May 5, 2017

Emanuel Glockzin Jr. ’72 created a professorship in Texas A&M's poultry science department that continues to support its faculty holder and bolster Texas A&M's poultry judging team.

Despite being two generations apart, Emanuel Glockzin Jr. ’72 and Kyle Brown ’16 talk about Texas A&M’s poultry judging team with the same degree of fondness.

“It was one of the best times of my life,” said Glockzin, who joined during his junior year and graduated with a degree in poultry science. “I remember sitting in the front seat of a brand-new station wagon headed to the national competition in Arkansas with three of my teammates in the backseat. We laughed and told stories the whole way.”

As a tribute to his time at Texas A&M and to one special professor in particular, Glockzin gave a $150,000 endowed gift in 1998 to ensure that future poultry science students like Brown have similar opportunities to participate on the judging team.

“Being a member of the team pushed me outside of my boundaries and led me to pursue new academic goals,” said Brown. “Through the experience, I achieved my dream of being part of a nationally ranked organization and met amazing people along the way.”  

Humble Beginnings

Glockzin grew up in Bryan, Texas, where he became involved in 4-H—and poultry judging specifically—at a young age. Through competitions, he learned how to judge laying hens, identify poultry parts, and grade eggs and ready-to-cook poultry. Because he had to defend his judging decisions verbally, he also grew confident in public speaking. Between poultry and hay sales, Glockzin scraped up enough money to pay for Texas A&M tuition, which at the time was only $250 per semester.

A two-year member of the poultry judging team, he earned third-high individual at the national competition in 1971. He attributes his success in poultry judging back then and in business today to one man: Dr. W.F. “Doc” Krueger, who served as a faculty member for Texas A&M’s poultry department for 57 years and was head of the department during Glockzin’s time at Texas A&M.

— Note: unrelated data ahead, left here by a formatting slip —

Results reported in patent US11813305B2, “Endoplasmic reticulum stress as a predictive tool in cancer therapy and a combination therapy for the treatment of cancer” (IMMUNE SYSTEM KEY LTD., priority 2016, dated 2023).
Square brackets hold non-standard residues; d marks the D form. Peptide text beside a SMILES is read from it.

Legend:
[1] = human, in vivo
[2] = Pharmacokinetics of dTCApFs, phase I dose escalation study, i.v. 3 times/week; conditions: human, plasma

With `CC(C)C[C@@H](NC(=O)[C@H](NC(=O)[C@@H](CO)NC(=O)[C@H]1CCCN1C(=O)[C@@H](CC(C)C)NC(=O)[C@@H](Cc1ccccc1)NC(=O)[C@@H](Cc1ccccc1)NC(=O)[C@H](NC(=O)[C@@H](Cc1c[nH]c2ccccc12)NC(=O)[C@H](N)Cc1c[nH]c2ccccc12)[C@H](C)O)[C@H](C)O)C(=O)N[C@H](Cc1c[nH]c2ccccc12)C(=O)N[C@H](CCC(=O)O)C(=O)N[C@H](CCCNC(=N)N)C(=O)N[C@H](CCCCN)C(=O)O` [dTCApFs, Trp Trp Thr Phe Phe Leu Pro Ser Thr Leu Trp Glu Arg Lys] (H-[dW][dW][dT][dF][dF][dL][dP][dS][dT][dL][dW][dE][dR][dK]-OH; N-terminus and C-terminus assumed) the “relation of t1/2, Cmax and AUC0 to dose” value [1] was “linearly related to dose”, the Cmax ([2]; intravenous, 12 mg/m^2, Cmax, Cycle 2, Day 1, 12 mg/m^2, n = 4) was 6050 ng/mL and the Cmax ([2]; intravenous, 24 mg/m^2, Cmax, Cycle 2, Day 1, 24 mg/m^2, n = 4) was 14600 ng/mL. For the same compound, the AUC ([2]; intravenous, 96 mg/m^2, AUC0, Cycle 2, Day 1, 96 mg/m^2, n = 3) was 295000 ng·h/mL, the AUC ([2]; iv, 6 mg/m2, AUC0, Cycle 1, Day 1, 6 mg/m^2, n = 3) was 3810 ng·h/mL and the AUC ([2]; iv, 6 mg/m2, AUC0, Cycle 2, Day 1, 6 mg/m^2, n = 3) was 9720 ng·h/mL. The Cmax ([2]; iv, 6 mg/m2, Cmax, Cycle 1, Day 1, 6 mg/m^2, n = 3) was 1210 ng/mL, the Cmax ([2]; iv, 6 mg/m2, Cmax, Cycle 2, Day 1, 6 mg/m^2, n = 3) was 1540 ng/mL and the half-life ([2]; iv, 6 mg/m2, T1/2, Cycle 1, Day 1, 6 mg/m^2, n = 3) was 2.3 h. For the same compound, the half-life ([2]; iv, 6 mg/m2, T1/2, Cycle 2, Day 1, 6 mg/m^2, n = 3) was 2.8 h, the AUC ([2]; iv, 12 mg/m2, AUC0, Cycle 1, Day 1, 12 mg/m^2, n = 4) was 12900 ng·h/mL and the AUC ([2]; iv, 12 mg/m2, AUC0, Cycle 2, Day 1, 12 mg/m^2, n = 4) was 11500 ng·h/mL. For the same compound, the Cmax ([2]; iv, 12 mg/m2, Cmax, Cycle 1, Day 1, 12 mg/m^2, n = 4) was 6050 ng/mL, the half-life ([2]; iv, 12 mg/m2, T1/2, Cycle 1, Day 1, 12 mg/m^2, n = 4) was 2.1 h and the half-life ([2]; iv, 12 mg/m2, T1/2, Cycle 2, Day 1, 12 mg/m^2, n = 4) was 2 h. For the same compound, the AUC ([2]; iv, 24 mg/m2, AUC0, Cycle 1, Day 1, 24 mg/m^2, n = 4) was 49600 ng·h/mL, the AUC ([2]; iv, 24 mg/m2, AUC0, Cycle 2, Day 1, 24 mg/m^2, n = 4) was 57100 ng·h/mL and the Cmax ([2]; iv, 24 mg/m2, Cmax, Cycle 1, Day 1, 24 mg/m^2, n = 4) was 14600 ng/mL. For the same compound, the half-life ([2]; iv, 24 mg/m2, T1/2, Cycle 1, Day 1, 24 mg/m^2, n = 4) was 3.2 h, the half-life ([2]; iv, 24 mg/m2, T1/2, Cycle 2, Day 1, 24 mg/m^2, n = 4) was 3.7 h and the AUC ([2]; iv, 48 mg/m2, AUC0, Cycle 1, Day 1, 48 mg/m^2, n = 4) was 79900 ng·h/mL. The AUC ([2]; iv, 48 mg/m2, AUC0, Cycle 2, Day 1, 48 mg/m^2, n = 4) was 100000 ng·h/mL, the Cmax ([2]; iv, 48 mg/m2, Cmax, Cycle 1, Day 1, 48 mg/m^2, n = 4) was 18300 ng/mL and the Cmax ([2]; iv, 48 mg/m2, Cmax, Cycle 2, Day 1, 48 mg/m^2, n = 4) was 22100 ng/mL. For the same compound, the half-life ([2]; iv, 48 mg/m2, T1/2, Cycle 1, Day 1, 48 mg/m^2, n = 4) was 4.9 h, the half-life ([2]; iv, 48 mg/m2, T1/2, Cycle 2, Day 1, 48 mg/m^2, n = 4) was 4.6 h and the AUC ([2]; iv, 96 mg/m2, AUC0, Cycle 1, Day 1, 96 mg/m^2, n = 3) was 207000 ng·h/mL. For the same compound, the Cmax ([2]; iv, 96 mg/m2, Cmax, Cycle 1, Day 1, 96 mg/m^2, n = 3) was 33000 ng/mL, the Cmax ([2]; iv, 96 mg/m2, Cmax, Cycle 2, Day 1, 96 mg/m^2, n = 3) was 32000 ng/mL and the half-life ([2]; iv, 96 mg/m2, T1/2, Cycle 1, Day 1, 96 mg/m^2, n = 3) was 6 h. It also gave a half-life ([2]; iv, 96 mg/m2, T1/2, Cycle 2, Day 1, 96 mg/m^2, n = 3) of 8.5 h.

“Dr. Krueger was just one of those guys,” Glockzin said. “He always knew the right thing to say, and he had the most admirable work ethic. He worked well into his 80s!”

Upon graduation, Glockzin planned to enter the ranching business but soon realized how hard it would be without land of his own. Now, in what he considers a great irony, he owns Brazos Valley Construction, a business he started in 1979, and retains land all over Brazos County.

“I got my first big break after building an apartment complex in Hearne that houses 16 units,” Glockzin said. “The price of land was cheap back then and even though I didn’t have a background in construction, I decided I could make a life out of this.”

Together, he and his wife Elaina decided that their family would live off of her income and save all proceeds from Glockzin’s business. Their financial plan left them in the perfect position when they decided to give back to Texas A&M in honor of Dr. Krueger.

Texas A&M is home to a nationally ranked poultry judging team. 

Opening New Doors

In May 1998, the couple established the Elaina and Emanuel Glockzin Jr. ’72 Professorship in Poultry Science. Its first holder was none other than Dr. Krueger.

“If it wasn’t for him, I don’t know where I’d be,” Glockzin admitted. “The professorship was the perfect way to show my appreciation for Dr. Krueger and the poultry science department at Texas A&M.”

The professorship is awarded to the faculty member that manages the poultry judging team, while other funds from the endowment support judging team activities such as travel to national competitions, student jackets and awards.

“With its family feel and nationally ranked judging team, Texas A&M’s poultry science department was at the top of my list,” said Brown, who has also been a two-year member of the poultry judging team under the direction of Dr. Jason Lee ’00. Brown earned second-high individual at the 2013 national poultry competition.

“The poultry judging team steered my life toward a new path,” Brown said. “I grew interested in undergraduate research and decided to continue my education through a graduate program.”

Now a doctoral student in poultry science, Brown too can say he owes part of his success to his time at Texas A&M, to the poultry science department and to one special person: Emanuel Glockzin.